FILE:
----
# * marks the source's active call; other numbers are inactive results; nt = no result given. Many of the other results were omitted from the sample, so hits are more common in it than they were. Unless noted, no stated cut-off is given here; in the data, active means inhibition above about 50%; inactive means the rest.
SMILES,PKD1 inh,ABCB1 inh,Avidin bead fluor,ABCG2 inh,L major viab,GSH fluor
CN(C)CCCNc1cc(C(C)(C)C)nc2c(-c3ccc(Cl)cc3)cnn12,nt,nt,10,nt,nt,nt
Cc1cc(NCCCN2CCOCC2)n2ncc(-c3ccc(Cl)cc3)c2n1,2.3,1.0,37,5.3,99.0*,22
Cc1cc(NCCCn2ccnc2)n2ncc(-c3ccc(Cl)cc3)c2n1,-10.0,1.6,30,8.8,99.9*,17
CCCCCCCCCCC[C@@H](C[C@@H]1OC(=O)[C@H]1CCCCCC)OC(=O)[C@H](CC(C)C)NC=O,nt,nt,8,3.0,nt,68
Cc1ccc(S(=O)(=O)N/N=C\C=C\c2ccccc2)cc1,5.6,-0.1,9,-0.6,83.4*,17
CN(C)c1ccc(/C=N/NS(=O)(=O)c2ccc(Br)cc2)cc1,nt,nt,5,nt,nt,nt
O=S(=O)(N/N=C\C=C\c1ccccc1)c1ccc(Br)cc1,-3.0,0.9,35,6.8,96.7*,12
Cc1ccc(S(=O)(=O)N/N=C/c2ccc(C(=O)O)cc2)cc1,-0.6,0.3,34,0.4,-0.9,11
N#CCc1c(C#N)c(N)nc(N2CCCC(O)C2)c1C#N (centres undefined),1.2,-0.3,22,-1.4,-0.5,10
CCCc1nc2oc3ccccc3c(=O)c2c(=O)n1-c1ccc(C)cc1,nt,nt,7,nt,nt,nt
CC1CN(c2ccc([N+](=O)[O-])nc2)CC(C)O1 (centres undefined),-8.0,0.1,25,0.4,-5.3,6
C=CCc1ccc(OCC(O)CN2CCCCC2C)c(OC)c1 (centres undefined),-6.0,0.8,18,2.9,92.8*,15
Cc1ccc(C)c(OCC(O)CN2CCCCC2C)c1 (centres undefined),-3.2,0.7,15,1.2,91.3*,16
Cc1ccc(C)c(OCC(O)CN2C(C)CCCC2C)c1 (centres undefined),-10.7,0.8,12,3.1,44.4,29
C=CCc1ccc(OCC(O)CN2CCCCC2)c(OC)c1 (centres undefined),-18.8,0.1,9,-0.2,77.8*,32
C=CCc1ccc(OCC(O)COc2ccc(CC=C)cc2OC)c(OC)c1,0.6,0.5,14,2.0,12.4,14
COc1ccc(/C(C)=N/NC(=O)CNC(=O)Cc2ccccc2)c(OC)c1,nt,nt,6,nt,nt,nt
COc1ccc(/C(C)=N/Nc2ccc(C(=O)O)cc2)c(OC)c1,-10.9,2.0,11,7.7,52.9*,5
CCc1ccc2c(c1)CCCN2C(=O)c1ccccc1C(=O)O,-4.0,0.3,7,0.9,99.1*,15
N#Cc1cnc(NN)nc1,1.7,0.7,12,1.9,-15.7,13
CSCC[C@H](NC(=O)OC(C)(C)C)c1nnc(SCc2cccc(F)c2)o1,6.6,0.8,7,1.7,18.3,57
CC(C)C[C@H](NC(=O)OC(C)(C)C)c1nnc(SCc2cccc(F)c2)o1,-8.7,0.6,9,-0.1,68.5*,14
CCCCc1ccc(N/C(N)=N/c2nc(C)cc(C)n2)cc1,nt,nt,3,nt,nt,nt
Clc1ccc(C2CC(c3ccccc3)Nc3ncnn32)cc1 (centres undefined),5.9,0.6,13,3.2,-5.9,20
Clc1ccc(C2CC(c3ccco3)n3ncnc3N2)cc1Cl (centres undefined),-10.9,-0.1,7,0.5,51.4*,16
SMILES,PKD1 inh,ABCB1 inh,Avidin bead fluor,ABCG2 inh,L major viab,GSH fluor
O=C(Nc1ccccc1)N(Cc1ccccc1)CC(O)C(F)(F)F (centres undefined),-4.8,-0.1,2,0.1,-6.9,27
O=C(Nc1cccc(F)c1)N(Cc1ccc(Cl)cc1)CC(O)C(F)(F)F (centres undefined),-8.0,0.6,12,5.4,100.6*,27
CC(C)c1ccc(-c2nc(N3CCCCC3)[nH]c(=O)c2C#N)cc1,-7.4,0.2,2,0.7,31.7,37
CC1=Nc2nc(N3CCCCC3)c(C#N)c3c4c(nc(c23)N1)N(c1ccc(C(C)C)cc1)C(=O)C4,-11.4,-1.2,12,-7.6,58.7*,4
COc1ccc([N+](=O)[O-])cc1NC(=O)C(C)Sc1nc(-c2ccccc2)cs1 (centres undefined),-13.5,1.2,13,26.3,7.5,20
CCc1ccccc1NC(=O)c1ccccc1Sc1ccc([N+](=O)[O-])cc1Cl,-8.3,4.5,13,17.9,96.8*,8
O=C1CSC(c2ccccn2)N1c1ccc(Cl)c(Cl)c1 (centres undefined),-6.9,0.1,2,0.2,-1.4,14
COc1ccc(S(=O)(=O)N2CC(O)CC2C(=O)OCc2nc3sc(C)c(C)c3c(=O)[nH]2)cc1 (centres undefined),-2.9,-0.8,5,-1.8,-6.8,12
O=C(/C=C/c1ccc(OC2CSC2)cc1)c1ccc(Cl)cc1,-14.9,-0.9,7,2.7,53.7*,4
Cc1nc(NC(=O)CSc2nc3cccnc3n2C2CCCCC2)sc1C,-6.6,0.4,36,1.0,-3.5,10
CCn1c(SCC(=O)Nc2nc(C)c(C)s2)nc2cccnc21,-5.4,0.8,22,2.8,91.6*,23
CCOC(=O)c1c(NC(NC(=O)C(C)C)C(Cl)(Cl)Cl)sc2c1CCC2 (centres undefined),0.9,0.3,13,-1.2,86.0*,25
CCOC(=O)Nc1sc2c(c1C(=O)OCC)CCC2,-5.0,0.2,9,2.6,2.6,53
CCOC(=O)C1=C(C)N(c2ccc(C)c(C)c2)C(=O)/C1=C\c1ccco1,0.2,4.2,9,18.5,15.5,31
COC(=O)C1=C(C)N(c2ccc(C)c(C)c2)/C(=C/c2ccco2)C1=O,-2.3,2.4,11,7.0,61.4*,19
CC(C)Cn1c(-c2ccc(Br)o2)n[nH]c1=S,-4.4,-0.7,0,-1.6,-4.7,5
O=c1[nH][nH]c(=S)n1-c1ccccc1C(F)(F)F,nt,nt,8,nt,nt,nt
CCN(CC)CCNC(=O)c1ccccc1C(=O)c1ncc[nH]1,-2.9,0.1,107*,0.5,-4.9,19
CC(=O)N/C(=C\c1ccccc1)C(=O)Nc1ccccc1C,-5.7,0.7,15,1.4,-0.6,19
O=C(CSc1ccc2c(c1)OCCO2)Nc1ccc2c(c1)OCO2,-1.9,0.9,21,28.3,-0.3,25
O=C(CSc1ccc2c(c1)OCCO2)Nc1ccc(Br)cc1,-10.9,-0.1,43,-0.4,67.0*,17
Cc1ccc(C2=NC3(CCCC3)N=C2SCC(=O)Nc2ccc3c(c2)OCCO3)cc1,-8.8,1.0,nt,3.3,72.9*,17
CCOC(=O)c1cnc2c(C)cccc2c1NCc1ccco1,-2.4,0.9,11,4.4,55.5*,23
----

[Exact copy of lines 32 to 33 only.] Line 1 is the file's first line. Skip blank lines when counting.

CC1=Nc2nc(N3CCCCC3)c(C#N)c3c4c(nc(c23)N1)N(c1ccc(C(C)C)cc1)C(=O)C4,-11.4,-1.2,12,-7.6,58.7*,4
COc1ccc([N+](=O)[O-])cc1NC(=O)C(C)Sc1nc(-c2ccccc2)cs1 (centres undefined),-13.5,1.2,13,26.3,7.5,20